DEAN LANCASTER: Dr. Kim has given us a very inspirational and wide-ranging presentation and put a lot of issues on the table.
At his request, and with our very strong support, we would like to give students a chance to ask any questions or make any comments that you might like. There is a microphone right here in the middle of the corridor. Please line up. We have about 15 minutes or so for questions.
And when you do ask a question, please say your name and where you're from. So...
DR. KIM: Go ahead.
QUESTION: Thank you very much for speaking here today. My name is Aldon Leclaire [phonetic]. I'm a sophomore at the School of Foreign Service here at Georgetown.
I was wondering if you could talk more specifically about the strategies that development groups like the World Bank can use to combat poverty in countries wracked with conflict or countries under autocratic regimes.
How exactly can you combat poverty in countries, say, like North Korea, where you have leaders that won't work with international organizations or countries like Somalia, where there is barely a government with which to work.
DR. KIM: Thanks very much for that question.
First of all, both my mother and father came from North Korea. And the developments, recent developments, are extremely concerning, especially to me. And the situation of poverty there is just one that we are very concerned about, but they're not a member of the World Bank Group. So, unfortunately, we can't work in North Korea, but we're watching very carefully.
More generally, though, what we found is that although every fragile and conflict-affected state is different, we found that there are similarities across these states that are understandable.
And so, for example, in Nairobi, Kenya, we actually have a hub which is focused specifically on helping fragile and conflict-affected states, and I met with that group, and it turns out that there are people within the Bank who, as their specialty work in these areas. Every country is different, but what we found is that, as part of what we're calling the science of delivery, there are specialists who are much more effective at getting things done in these places.
And so, what we're trying to do is, in context where there are regimes that you've called autocratic or corruption, our mission is still to do everything we can to provide basic services, food, education, health care, also jobs and economic growth to the poor people of those countries. So, we do our best to work with every single country.
What we're learning, though, is that there are some lessons that are rising from decades of work in fragile and conflict-affected states that we must bring together.
I think before, if you were a World Bank staff member who had been around for a long time and knew everybody, you could just make phone calls and get all the people to come to wherever you're working, but what we're doing now is we're trying to make this much more systematic so that anybody working in a fragile or conflict-affected state can call the hub in Nairobi and get very focused, very experienced help in a kind of timeframe where we can make the biggest difference. We feel that working in these countries is going to be one of our real specialties, and we're looking forward to developing the science of delivery even more over time.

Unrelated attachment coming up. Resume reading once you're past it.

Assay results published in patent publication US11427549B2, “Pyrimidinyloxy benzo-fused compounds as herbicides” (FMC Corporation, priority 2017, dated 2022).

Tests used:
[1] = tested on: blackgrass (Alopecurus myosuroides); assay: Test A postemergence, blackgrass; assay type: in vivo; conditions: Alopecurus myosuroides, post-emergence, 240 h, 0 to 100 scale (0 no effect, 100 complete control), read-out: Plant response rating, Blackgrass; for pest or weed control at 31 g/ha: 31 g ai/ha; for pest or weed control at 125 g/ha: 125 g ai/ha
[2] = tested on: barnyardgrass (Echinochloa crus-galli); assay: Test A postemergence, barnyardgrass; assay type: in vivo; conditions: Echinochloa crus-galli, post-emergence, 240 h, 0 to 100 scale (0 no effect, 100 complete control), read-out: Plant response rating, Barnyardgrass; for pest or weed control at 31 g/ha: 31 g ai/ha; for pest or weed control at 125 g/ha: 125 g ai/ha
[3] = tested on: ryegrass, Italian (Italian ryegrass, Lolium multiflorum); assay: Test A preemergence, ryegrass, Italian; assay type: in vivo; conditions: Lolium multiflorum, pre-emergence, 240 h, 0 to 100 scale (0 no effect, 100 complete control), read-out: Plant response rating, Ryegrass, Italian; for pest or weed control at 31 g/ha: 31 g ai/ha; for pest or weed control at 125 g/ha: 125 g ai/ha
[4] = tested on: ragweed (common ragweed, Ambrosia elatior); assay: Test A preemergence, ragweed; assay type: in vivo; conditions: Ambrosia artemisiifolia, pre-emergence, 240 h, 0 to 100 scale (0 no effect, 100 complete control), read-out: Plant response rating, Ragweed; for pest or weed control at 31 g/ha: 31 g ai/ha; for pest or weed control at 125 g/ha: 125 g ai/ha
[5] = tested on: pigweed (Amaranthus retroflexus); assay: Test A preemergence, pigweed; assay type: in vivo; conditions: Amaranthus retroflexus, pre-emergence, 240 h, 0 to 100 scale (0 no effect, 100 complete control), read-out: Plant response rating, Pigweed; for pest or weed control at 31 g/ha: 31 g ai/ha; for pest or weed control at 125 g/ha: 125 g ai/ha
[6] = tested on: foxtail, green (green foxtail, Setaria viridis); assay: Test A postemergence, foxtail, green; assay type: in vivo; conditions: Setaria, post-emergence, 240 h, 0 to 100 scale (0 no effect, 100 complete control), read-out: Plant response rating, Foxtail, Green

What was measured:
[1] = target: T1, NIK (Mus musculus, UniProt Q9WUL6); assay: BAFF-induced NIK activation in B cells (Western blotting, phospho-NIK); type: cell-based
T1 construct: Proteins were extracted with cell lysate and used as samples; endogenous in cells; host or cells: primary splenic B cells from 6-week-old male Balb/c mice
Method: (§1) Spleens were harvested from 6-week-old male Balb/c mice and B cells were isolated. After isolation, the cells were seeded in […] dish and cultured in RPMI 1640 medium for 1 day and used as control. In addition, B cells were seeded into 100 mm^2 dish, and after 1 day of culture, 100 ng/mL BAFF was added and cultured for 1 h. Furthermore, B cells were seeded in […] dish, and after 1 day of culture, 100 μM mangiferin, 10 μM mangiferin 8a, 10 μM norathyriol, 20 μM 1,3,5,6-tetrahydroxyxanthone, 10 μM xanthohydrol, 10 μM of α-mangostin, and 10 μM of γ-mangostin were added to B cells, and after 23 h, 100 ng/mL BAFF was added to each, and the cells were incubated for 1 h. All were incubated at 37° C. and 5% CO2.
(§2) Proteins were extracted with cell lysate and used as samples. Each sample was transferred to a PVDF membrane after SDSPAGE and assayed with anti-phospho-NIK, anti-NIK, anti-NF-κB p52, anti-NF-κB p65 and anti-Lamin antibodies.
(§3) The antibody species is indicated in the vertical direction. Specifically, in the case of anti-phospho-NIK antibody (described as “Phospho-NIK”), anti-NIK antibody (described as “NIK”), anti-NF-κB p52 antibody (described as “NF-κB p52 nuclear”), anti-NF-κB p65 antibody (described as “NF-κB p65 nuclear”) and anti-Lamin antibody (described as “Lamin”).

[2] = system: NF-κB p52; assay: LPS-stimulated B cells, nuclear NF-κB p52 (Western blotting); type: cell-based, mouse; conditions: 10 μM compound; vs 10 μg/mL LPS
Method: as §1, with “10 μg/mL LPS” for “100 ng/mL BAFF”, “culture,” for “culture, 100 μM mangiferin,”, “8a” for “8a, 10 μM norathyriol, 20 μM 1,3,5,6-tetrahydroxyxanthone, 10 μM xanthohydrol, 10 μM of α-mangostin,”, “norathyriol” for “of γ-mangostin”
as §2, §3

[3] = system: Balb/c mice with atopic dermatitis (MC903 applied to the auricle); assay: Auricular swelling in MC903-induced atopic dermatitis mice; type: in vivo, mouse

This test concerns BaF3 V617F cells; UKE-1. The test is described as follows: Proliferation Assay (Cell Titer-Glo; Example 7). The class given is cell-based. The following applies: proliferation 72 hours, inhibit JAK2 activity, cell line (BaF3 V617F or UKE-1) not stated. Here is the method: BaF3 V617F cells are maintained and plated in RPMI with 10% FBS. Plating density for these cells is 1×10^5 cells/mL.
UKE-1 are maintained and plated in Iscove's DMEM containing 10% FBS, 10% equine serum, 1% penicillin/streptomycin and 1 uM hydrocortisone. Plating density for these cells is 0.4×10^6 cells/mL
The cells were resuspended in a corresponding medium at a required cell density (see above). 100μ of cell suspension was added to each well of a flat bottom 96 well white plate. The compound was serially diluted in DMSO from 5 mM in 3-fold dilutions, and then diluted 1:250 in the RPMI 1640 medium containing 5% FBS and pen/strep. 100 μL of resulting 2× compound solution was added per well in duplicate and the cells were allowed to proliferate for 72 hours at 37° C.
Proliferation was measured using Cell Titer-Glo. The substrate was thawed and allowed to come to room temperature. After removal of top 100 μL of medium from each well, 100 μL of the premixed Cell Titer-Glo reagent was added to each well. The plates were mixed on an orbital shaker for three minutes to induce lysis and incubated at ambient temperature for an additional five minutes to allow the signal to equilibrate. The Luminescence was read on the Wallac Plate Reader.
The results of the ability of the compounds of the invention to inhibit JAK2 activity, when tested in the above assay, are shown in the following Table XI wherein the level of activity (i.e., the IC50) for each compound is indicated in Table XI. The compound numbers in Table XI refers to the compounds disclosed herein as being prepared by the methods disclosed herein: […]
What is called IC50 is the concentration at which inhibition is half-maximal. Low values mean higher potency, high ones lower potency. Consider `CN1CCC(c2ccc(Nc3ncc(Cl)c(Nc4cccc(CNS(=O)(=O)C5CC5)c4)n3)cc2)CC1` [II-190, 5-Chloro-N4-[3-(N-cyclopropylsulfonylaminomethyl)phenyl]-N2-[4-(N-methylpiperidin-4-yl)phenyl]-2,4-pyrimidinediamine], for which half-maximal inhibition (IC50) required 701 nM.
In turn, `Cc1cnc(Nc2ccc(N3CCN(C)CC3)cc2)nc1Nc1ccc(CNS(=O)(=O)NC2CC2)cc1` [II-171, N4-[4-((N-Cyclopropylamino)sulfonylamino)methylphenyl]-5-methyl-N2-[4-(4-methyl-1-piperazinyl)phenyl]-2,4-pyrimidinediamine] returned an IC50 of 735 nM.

QUESTION: Hi, Michael Gravius [phonetic], I'm a sophomore in the School of Business.
I know you spoke about how you're working with various companies and governments and everything on fighting poverty, and I was wondering, I guess, what suggestions you would have for the younger generation, you know, for the people, in the future, will probably be running all these organizations but yet are not.
DR. KIM: Yeah, you know, somebody asked me--it was actually--I was meeting with a group of high school students and they asked me a great question, and they said, in the last 20 years, what's the one opinion that you had or understanding that you have that's changed the most. And the one--my answer was immediate, it was the importance of the private sector.
So, I was just in India. They have a one trillion dollar infrastructure deficit over the next five years, and both the Prime Minister and the Minister of Finance told me, and probably 53 percent of it is going to be tackled with public funds, but 47 percent has to come from the private sector.
So, one of the great strengths of the World Bank Group is we have a private sector arm. We also have MIGA, the Multilateral Investment Guarantee Agency, that provides political insurance for companies, for example, that are investing in countries.
We feel that if we work together across public, private, and even providing guarantees, we can make a huge difference.
What that means for you is that, who knows, I gave you the data: The high-income countries are going to grow at about 1 point 2, 3 percent each year, whereas the developing country economies are going to grow at 5.5 percent.